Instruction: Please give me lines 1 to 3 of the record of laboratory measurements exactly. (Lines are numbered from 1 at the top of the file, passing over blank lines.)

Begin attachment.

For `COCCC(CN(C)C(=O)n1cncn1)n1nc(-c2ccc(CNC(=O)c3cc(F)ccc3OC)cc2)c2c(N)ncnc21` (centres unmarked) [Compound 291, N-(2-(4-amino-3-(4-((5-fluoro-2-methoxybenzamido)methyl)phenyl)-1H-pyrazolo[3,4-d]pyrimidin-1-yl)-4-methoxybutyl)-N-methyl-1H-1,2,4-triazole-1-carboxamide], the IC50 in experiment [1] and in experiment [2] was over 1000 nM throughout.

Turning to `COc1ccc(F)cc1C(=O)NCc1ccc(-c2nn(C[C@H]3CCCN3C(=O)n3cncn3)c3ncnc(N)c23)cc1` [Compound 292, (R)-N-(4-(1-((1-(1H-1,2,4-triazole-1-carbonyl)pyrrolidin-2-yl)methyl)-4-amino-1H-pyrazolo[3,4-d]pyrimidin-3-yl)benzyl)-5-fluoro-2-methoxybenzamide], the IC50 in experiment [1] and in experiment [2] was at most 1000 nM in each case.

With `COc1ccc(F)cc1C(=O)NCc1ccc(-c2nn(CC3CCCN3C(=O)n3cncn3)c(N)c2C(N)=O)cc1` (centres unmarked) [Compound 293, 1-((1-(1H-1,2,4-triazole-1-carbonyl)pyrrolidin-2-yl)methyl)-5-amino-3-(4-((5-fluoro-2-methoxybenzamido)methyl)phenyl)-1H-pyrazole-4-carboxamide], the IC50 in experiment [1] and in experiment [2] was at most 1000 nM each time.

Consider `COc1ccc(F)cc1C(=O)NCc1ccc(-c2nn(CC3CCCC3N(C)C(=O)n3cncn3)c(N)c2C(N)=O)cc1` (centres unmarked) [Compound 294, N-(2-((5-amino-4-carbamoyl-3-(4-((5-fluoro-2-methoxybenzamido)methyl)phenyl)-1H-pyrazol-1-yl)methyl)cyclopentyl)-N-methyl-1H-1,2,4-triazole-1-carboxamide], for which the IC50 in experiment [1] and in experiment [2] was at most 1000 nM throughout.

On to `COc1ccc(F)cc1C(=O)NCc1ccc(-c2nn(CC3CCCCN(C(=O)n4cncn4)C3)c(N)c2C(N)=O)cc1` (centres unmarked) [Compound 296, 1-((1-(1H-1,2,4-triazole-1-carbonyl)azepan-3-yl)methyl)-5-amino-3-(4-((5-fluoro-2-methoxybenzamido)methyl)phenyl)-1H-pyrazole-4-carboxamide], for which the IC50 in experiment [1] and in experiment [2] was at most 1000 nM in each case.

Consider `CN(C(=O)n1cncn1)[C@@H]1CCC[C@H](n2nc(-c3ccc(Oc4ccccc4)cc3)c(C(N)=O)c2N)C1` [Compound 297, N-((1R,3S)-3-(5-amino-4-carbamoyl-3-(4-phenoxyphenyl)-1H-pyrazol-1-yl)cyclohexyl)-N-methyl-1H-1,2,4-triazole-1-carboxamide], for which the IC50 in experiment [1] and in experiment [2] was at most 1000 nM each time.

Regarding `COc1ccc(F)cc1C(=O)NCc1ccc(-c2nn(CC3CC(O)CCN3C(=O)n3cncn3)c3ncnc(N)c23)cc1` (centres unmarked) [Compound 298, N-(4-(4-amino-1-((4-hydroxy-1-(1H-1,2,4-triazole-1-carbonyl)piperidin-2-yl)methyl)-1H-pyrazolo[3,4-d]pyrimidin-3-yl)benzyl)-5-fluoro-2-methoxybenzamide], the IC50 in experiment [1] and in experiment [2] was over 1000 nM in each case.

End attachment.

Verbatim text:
For `COCCC(CN(C)C(=O)n1cncn1)n1nc(-c2ccc(CNC(=O)c3cc(F)ccc3OC)cc2)c2c(N)ncnc21` (centres unmarked) [Compound 291, N-(2-(4-amino-3-(4-((5-fluoro-2-methoxybenzamido)methyl)phenyl)-1H-pyrazolo[3,4-d]pyrimidin-1-yl)-4-methoxybutyl)-N-methyl-1H-1,2,4-triazole-1-carboxamide], the IC50 in experiment [1] and in experiment [2] was over 1000 nM throughout.

Turning to `COc1ccc(F)cc1C(=O)NCc1ccc(-c2nn(C[C@H]3CCCN3C(=O)n3cncn3)c3ncnc(N)c23)cc1` [Compound 292, (R)-N-(4-(1-((1-(1H-1,2,4-triazole-1-carbonyl)pyrrolidin-2-yl)methyl)-4-amino-1H-pyrazolo[3,4-d]pyrimidin-3-yl)benzyl)-5-fluoro-2-methoxybenzamide], the IC50 in experiment [1] and in experiment [2] was at most 1000 nM in each case.

With `COc1ccc(F)cc1C(=O)NCc1ccc(-c2nn(CC3CCCN3C(=O)n3cncn3)c(N)c2C(N)=O)cc1` (centres unmarked) [Compound 293, 1-((1-(1H-1,2,4-triazole-1-carbonyl)pyrrolidin-2-yl)methyl)-5-amino-3-(4-((5-fluoro-2-methoxybenzamido)methyl)phenyl)-1H-pyrazole-4-carboxamide], the IC50 in experiment [1] and in experiment [2] was at most 1000 nM each time.